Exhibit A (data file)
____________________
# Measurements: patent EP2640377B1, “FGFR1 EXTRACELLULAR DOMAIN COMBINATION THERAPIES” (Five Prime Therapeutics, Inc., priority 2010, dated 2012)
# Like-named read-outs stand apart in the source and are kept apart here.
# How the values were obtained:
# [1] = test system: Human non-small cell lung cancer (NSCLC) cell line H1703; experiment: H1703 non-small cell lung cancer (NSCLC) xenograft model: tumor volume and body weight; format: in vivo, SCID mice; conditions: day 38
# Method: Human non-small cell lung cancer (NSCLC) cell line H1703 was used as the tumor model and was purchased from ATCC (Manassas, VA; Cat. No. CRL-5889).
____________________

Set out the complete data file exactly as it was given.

# Measurements: patent EP2640377B1, “FGFR1 EXTRACELLULAR DOMAIN COMBINATION THERAPIES” (Five Prime Therapeutics, Inc., priority 2010, dated 2012)
# Like-named read-outs stand apart in the source and are kept apart here.
# How the values were obtained:
# [1] = test system: Human non-small cell lung cancer (NSCLC) cell line H1703; experiment: H1703 non-small cell lung cancer (NSCLC) xenograft model: tumor volume and body weight; format: in vivo, SCID mice; conditions: day 38
# Method: Human non-small cell lung cancer (NSCLC) cell line H1703 was used as the tumor model and was purchased from ATCC (Manassas, VA; Cat. No. CRL-5889).